I feel for the modern day professional photographer. I was at a conference recently and a gentleman that represents photographers says they are getting killed. They post an image and people just rip it and don't pay them anything. He was actually lamenting that they would have more power to collect monies if they had something akin to the performing rights organizations that music has. Getty sues because they run a business based on licensing. If they don't sue, why would anyone license use of their images or videos, especially businesses that can afford to/need to use their services. I find this pretty smart and it seems they are looking towards the future trying to strike a balance between revenue and reality.
Then they are joint authors? That agreement must be explicit and decided at the onset.... Then perhaps she gave an implied non exclusive license to use her performance and she has decided to rescind that license? Or she saw them filming and didn't realize her image would be used. She must have wandered on set.
The ruling of this judge makes my stomach turn. Actors in motion pictures are unequivocally performing works for hire and as such surrender rights in their performances. Yet the court says she has rights in the performance separate from the words and actions in the script? I can only envision the 9th circuit judge somehow tying the theory of right of publicity (a state claim in California) to grant rights to this actress and thus granting a copy right interest into the work. Then is she involved in a joint work between her and the filmmaker? That has to be shown as the intent of both parties from the onset and explicitly at that. This ruling makes no sense.
"Fans interested in bootlegs tend to be the kinds of fans who buy everything and spend tons of money on live shows as well."
I couldn't agree more. This and many of have his past copyright litigation decisions seem out of touch and ill advised. Bootlegs generally sound so crappy you'd have to be a die hard fan to listen. If he wants the links taken down that is his prerogative, but the monetary/ damages aspect is disappointing,
"For all that some people constantly claim that 'infringement = theft', the law certainly treats them completely and utterly different in severity and punishment."
Absolutely. The theft of a cd/dvd is the theft of a physical thing that retails under $20. Infringement is the taking of the underlying content that could have cost millions to produce. In addition, this appropriation of content then could allow someone else to reproduce it and sell it (bootlegs) (someone else making money instead of the producer) or interfering with the producers ability to commercial exploit their product (offering it for free on the internet).
"By the light that turns on when you're recording."
Are you implying there is no way a red light can be disabled to record secretly?
"The other point about this particular incident is that he was wearing the glasses when he bought his ticket and when he gave his ticket to the ticket-tearer."
Perhaps this was meant to catch him in the act. The more I think about it, I don't think it was a pr stunt. They were operating under the assumption he was recording.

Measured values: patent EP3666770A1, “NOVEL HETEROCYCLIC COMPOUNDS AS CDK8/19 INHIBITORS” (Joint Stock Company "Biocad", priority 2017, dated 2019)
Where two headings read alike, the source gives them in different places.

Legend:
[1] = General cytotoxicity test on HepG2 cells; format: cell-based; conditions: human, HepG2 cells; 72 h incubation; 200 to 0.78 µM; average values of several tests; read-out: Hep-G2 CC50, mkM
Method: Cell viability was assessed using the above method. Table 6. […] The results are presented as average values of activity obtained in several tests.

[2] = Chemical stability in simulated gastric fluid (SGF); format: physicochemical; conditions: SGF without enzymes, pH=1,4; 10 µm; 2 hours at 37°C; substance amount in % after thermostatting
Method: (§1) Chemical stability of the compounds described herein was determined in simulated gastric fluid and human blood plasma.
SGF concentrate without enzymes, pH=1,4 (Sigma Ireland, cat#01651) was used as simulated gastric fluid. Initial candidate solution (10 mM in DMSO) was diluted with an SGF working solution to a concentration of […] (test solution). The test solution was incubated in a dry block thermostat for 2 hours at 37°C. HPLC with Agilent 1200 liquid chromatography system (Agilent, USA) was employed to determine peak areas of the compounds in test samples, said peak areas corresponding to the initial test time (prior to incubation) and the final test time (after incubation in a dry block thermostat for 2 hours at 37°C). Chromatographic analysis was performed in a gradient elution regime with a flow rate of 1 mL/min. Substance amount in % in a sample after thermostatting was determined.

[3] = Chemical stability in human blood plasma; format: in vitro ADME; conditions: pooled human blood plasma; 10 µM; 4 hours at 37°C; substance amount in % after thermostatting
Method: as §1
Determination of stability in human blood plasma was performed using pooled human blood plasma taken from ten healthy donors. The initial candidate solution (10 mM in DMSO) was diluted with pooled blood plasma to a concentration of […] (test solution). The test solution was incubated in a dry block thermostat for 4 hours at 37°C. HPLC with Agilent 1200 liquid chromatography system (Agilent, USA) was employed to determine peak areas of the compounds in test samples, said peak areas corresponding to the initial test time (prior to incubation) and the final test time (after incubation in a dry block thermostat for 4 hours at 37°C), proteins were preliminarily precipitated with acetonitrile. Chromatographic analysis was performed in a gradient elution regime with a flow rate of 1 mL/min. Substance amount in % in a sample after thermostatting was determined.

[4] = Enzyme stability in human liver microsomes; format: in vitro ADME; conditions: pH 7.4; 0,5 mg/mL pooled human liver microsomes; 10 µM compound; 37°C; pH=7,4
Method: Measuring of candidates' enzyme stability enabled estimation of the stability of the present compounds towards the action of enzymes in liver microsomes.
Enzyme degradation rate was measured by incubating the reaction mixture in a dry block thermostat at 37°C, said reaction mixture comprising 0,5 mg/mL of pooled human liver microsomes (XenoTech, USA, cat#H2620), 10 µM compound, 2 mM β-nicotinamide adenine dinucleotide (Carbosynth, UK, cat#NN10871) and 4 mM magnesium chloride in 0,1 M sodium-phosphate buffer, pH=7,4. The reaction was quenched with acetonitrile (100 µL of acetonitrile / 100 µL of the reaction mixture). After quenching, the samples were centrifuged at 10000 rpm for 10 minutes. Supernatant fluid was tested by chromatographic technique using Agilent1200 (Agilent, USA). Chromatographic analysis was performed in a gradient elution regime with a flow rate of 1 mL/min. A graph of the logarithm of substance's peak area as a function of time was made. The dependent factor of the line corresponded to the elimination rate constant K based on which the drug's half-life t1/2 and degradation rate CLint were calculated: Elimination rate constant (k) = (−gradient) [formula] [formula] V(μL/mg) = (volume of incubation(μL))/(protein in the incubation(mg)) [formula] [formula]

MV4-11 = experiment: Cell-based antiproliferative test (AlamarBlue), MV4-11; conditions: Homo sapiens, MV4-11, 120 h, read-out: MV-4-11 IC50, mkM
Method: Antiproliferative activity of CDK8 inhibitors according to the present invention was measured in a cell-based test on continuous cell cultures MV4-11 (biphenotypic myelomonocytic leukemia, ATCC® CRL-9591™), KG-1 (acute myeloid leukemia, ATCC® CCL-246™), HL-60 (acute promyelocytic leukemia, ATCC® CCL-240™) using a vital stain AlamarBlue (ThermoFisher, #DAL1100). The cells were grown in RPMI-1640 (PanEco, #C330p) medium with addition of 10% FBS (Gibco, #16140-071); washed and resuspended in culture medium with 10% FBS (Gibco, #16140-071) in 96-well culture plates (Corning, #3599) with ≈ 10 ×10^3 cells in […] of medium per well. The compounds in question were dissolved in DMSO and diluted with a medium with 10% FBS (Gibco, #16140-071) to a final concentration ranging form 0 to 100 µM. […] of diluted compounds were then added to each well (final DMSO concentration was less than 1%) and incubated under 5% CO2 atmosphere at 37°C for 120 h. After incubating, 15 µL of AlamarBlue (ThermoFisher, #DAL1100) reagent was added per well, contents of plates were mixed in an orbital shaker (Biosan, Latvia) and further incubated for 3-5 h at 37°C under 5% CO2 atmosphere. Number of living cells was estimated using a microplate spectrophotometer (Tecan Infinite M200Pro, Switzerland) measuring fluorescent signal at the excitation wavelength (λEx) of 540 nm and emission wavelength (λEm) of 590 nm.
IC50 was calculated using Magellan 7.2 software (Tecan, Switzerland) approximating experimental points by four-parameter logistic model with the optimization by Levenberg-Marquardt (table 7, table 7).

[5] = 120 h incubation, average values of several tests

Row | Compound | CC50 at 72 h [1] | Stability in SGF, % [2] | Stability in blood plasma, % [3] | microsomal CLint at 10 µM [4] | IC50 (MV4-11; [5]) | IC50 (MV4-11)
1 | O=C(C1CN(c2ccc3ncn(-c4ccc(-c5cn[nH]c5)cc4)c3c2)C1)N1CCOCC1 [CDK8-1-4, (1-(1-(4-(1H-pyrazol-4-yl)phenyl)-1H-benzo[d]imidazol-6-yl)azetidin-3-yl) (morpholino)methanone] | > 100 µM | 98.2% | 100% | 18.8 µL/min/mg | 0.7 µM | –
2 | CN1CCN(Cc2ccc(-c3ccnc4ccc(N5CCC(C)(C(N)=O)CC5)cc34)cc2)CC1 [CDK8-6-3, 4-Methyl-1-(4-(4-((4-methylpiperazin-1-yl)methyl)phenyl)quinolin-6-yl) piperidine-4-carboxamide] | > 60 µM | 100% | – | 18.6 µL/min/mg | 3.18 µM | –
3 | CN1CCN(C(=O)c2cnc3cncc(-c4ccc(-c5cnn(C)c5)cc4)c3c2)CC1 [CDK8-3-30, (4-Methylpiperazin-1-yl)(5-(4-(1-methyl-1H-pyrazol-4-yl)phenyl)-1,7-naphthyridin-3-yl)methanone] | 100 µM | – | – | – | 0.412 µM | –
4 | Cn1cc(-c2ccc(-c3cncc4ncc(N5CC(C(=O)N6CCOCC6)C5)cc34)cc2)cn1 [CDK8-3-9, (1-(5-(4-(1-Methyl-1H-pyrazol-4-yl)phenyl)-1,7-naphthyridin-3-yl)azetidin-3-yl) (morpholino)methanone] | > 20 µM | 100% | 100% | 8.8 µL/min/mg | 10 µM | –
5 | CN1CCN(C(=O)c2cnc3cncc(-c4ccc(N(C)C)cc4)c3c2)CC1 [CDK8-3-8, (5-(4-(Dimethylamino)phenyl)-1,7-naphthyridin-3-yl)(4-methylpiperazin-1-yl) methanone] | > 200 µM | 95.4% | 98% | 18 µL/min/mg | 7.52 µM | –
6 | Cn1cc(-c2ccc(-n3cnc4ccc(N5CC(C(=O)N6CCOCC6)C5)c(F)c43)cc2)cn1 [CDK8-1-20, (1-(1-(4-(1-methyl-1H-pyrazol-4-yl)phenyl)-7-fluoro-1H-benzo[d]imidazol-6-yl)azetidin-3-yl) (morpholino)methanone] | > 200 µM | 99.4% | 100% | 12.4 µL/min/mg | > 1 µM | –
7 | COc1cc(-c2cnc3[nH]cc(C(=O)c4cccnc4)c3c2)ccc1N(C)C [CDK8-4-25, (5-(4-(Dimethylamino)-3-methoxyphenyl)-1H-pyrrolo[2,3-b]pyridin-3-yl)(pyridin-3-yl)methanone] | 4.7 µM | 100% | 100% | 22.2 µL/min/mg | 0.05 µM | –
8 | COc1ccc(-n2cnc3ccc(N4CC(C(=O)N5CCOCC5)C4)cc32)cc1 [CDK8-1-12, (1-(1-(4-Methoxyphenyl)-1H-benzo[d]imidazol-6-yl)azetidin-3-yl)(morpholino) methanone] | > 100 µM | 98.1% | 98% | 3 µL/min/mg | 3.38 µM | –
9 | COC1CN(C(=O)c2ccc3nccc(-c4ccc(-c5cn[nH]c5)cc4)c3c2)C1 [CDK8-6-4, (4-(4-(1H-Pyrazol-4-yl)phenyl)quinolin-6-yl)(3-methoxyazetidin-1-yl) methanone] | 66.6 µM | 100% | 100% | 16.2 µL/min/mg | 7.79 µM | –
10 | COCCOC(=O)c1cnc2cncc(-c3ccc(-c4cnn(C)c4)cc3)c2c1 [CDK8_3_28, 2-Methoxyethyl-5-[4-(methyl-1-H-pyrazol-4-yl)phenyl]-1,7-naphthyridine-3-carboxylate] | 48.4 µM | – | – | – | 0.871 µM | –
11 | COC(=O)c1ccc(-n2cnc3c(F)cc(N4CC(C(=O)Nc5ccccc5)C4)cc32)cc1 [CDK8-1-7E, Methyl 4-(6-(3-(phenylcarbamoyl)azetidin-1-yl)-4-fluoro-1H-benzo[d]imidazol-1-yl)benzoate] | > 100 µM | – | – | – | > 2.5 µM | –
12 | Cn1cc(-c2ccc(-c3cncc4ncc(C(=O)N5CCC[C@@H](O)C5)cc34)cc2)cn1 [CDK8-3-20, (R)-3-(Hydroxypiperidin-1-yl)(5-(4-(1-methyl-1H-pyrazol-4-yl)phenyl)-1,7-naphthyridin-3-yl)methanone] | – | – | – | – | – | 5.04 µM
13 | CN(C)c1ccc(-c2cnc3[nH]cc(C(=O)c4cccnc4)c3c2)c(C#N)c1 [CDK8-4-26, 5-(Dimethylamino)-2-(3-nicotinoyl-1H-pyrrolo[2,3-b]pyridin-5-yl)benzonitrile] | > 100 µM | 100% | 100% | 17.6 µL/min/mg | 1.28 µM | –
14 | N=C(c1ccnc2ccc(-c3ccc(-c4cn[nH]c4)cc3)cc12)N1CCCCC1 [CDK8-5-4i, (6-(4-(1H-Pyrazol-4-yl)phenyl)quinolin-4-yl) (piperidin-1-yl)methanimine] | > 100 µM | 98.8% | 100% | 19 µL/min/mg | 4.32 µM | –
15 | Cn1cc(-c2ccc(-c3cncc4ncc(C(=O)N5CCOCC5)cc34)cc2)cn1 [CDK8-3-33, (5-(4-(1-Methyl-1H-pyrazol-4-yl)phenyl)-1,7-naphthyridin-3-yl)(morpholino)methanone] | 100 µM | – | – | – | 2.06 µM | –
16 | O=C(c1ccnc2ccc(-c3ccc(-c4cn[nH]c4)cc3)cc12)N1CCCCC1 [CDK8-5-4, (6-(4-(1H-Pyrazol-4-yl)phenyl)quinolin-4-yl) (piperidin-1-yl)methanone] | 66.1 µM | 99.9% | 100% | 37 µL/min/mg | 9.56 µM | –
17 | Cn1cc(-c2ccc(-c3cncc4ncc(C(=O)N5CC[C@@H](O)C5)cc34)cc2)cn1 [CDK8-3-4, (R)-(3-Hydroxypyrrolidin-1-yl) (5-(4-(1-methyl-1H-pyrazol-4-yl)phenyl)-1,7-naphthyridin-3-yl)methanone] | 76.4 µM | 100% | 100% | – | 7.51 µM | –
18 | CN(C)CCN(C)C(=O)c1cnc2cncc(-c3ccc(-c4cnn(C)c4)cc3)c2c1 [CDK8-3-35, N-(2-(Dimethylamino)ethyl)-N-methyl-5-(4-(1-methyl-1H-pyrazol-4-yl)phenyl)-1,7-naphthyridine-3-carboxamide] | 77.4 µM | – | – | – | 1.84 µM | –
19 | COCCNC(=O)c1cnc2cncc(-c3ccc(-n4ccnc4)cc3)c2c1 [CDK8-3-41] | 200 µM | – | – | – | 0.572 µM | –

Yes, this whole situation was unfortunate. It's a story because he wasn't doing what they thought he was. Yes they made a mistake. If he was recording the same thing would have happened except he would have been arrested.
I believe that is why he was questioned as opposed to being arrested.
"If you are potentially breaking federal statutes, federal authorities will often be involved. Ice was rolled into homeland security some years ago."
He wasn't breaking ANY statute.
Family Entertainment and Copyright Act 2005
18 U.S.C.A. § 2319B
(a) Offense.--Any person who, without the authorization of the copyright owner, knowingly uses or attempts to use an audiovisual recording device to transmit or make a copy of a motion picture or other audiovisual work protected under title 17, or any part thereof, from a performance of such work in a motion picture exhibition facility, shall--
(1) be imprisoned for not more than 3 years, fined under this title, or both; or (2) if the offense is a second or subsequent offense, be imprisoned for no more than 6 years, fined under this title, or both. The possession by a person of an audiovisual recording device in a motion picture exhibition facility may be considered as evidence in any proceeding to determine whether that person committed an offense under this subsection, but shall not, by itself, be sufficient to support a conviction of that person for such offense
"I love how you assholes justify breaking everyone's balls because of "copyright"
I am sorry you feel there is something wrong in enforcing this law.
"LAB is one of the more reasoned, controlled copyright advocates."
"but the attempts and lengths he goes to defend the existing, over-the-top practices are a sign of his irreparably blind dedication."
Hardly, I just fail to see things and stories strictly in black and white, good vs. evil constructs. I feel you do yourself a disservice if you can't view it from the other side. Why would the MPAA be concerned with someone potentially using new technology to record in a movie theater? Why would federal authorities be involved? Why would they question him about higher ups and what organization he worked for?
How do you tell? How are they supposed to know? If you think someone is shoplifting from your store don't you check the bag they brought in?